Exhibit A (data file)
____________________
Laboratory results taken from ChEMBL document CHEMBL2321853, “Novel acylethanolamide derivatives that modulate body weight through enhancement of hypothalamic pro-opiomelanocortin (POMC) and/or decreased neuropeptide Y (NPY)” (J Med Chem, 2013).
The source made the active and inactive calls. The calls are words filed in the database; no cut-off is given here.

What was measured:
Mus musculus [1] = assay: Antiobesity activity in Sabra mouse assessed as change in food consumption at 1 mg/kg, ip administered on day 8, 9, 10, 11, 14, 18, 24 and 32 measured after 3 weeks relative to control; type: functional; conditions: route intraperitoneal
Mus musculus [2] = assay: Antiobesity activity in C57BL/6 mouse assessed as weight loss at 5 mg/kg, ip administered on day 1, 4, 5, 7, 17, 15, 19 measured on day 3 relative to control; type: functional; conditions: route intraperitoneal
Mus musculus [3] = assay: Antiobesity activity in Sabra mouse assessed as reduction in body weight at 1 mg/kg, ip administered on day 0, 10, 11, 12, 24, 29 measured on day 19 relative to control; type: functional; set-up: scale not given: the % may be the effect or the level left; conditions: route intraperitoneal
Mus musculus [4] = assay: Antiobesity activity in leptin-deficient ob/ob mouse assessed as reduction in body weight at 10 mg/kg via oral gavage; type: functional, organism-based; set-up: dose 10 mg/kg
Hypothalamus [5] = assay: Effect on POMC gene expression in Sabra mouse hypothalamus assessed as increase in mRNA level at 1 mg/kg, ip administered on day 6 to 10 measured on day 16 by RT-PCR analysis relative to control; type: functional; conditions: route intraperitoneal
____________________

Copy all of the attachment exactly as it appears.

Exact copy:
Laboratory results taken from ChEMBL document CHEMBL2321853, “Novel acylethanolamide derivatives that modulate body weight through enhancement of hypothalamic pro-opiomelanocortin (POMC) and/or decreased neuropeptide Y (NPY)” (J Med Chem, 2013).
The source made the active and inactive calls. The calls are words filed in the database; no cut-off is given here.

What was measured:
Mus musculus [1] = assay: Antiobesity activity in Sabra mouse assessed as change in food consumption at 1 mg/kg, ip administered on day 8, 9, 10, 11, 14, 18, 24 and 32 measured after 3 weeks relative to control; type: functional; conditions: route intraperitoneal
Mus musculus [2] = assay: Antiobesity activity in C57BL/6 mouse assessed as weight loss at 5 mg/kg, ip administered on day 1, 4, 5, 7, 17, 15, 19 measured on day 3 relative to control; type: functional; conditions: route intraperitoneal
Mus musculus [3] = assay: Antiobesity activity in Sabra mouse assessed as reduction in body weight at 1 mg/kg, ip administered on day 0, 10, 11, 12, 24, 29 measured on day 19 relative to control; type: functional; set-up: scale not given: the % may be the effect or the level left; conditions: route intraperitoneal
Mus musculus [4] = assay: Antiobesity activity in leptin-deficient ob/ob mouse assessed as reduction in body weight at 10 mg/kg via oral gavage; type: functional, organism-based; set-up: dose 10 mg/kg
Hypothalamus [5] = assay: Effect on POMC gene expression in Sabra mouse hypothalamus assessed as increase in mRNA level at 1 mg/kg, ip administered on day 6 to 10 measured on day 16 by RT-PCR analysis relative to control; type: functional; conditions: route intraperitoneal